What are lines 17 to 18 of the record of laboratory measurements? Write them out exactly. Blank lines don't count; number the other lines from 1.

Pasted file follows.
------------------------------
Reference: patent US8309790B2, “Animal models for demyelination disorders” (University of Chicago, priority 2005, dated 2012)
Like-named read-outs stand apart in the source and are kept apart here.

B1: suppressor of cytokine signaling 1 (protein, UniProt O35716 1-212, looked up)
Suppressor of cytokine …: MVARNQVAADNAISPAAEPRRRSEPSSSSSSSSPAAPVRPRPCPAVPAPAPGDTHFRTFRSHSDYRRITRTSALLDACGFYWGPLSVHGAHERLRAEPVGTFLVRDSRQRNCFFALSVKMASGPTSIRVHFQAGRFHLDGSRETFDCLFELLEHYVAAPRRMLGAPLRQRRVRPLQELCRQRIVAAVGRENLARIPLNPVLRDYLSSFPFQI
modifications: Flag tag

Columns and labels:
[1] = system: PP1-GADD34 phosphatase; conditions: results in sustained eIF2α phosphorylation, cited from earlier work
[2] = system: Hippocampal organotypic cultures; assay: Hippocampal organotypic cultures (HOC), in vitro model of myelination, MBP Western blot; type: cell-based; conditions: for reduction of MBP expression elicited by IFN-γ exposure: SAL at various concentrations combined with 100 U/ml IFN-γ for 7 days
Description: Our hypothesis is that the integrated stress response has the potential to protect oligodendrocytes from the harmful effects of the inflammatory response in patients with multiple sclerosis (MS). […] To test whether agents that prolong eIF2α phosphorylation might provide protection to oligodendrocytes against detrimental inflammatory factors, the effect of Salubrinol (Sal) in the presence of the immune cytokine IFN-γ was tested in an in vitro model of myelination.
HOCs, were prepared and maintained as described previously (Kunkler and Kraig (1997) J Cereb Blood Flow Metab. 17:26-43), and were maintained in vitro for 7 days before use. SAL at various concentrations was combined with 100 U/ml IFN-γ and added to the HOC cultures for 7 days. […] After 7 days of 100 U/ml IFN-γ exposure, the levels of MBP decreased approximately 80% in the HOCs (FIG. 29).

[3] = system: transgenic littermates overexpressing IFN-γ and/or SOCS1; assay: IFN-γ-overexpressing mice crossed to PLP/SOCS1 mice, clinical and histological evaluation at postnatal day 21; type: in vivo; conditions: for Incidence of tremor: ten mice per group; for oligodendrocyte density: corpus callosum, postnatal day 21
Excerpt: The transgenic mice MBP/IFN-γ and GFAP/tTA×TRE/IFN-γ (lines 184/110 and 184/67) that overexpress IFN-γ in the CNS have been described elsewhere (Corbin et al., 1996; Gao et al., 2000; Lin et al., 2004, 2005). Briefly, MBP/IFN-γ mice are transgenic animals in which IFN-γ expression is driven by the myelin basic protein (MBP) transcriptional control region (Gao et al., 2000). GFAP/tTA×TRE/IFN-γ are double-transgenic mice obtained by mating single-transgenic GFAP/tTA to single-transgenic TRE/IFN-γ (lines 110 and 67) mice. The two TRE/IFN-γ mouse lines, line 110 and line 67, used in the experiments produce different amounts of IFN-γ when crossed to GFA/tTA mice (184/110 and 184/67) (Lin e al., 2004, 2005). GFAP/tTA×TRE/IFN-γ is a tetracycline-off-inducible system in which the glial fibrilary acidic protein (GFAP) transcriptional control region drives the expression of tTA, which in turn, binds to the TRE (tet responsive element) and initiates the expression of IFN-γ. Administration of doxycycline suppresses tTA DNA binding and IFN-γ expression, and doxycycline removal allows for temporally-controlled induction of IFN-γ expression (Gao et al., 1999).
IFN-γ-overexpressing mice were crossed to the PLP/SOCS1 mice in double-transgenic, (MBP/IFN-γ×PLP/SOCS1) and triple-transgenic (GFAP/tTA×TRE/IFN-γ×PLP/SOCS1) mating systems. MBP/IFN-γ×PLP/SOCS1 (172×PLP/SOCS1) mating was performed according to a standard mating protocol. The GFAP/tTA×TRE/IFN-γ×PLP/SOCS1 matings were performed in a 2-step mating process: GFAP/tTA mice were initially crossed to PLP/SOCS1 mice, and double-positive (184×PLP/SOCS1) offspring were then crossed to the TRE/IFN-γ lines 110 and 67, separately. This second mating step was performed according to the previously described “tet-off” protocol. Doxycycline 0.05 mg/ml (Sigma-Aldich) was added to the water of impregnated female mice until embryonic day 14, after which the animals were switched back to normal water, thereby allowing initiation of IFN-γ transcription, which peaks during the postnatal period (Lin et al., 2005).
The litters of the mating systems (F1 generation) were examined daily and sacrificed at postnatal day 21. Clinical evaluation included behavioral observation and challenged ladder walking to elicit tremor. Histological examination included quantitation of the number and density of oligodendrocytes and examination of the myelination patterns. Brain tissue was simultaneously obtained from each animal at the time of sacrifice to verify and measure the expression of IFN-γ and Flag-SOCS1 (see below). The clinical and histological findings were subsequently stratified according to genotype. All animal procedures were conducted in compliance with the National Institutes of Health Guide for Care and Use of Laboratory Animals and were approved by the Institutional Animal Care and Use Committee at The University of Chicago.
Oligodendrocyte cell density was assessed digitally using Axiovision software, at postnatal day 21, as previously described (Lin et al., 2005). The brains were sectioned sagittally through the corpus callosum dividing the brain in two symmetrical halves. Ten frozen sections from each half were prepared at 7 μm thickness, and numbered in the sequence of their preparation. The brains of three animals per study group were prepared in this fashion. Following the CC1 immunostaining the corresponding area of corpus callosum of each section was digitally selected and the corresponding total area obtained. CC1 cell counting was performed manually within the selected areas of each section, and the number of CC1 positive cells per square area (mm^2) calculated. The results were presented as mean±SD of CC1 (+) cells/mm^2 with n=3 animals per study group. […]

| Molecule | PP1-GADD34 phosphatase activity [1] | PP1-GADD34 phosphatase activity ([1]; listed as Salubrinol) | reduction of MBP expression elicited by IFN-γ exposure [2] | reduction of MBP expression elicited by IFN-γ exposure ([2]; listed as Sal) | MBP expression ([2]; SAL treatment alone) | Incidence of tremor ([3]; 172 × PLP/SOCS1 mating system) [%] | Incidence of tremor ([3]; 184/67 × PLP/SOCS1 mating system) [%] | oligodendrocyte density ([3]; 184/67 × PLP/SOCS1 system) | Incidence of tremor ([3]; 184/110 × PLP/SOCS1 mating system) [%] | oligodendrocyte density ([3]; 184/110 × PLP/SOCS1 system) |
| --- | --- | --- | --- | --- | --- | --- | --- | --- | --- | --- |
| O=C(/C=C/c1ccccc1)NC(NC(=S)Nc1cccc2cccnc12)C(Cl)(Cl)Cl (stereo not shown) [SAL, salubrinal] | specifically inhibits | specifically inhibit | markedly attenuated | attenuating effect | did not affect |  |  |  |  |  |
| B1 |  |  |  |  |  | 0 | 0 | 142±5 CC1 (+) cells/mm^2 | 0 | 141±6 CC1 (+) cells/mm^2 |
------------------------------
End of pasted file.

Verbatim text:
| --- | --- | --- | --- | --- | --- | --- | --- | --- | --- | --- |
| O=C(/C=C/c1ccccc1)NC(NC(=S)Nc1cccc2cccnc12)C(Cl)(Cl)Cl (stereo not shown) [SAL, salubrinal] | specifically inhibits | specifically inhibit | markedly attenuated | attenuating effect | did not affect |  |  |  |  |  |